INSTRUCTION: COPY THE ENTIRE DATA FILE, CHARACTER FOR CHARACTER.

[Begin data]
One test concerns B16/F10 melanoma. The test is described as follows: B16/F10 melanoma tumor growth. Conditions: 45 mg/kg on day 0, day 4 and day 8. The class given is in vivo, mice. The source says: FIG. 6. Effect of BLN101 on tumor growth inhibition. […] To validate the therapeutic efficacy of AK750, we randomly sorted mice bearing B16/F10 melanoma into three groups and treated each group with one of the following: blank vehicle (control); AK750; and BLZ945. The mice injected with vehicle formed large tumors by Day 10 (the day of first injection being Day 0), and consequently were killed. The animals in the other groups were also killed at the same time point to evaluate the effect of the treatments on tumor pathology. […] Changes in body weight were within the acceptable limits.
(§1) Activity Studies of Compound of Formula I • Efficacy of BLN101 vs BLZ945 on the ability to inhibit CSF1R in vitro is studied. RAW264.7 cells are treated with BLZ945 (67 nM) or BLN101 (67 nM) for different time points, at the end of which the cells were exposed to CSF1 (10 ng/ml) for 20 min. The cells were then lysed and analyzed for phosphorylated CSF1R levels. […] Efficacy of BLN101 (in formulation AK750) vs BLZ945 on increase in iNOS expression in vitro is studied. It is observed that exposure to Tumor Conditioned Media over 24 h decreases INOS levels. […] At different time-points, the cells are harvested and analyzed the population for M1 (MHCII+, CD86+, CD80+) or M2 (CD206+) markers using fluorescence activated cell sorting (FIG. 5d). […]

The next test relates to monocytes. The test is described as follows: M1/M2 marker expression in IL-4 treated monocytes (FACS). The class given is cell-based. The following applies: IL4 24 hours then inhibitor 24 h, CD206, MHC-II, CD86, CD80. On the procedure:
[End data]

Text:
One test concerns B16/F10 melanoma. The test is described as follows: B16/F10 melanoma tumor growth. Conditions: 45 mg/kg on day 0, day 4 and day 8. The class given is in vivo, mice. The source says: FIG. 6. Effect of BLN101 on tumor growth inhibition. […] To validate the therapeutic efficacy of AK750, we randomly sorted mice bearing B16/F10 melanoma into three groups and treated each group with one of the following: blank vehicle (control); AK750; and BLZ945. The mice injected with vehicle formed large tumors by Day 10 (the day of first injection being Day 0), and consequently were killed. The animals in the other groups were also killed at the same time point to evaluate the effect of the treatments on tumor pathology. […] Changes in body weight were within the acceptable limits.
(§1) Activity Studies of Compound of Formula I • Efficacy of BLN101 vs BLZ945 on the ability to inhibit CSF1R in vitro is studied. RAW264.7 cells are treated with BLZ945 (67 nM) or BLN101 (67 nM) for different time points, at the end of which the cells were exposed to CSF1 (10 ng/ml) for 20 min. The cells were then lysed and analyzed for phosphorylated CSF1R levels. […] Efficacy of BLN101 (in formulation AK750) vs BLZ945 on increase in iNOS expression in vitro is studied. It is observed that exposure to Tumor Conditioned Media over 24 h decreases INOS levels. […] At different time-points, the cells are harvested and analyzed the population for M1 (MHCII+, CD86+, CD80+) or M2 (CD206+) markers using fluorescence activated cell sorting (FIG. 5d). […]

The next test relates to monocytes. The test is described as follows: M1/M2 marker expression in IL-4 treated monocytes (FACS). The class given is cell-based. The following applies: IL4 24 hours then inhibitor 24 h, CD206, MHC-II, CD86, CD80. On the procedure: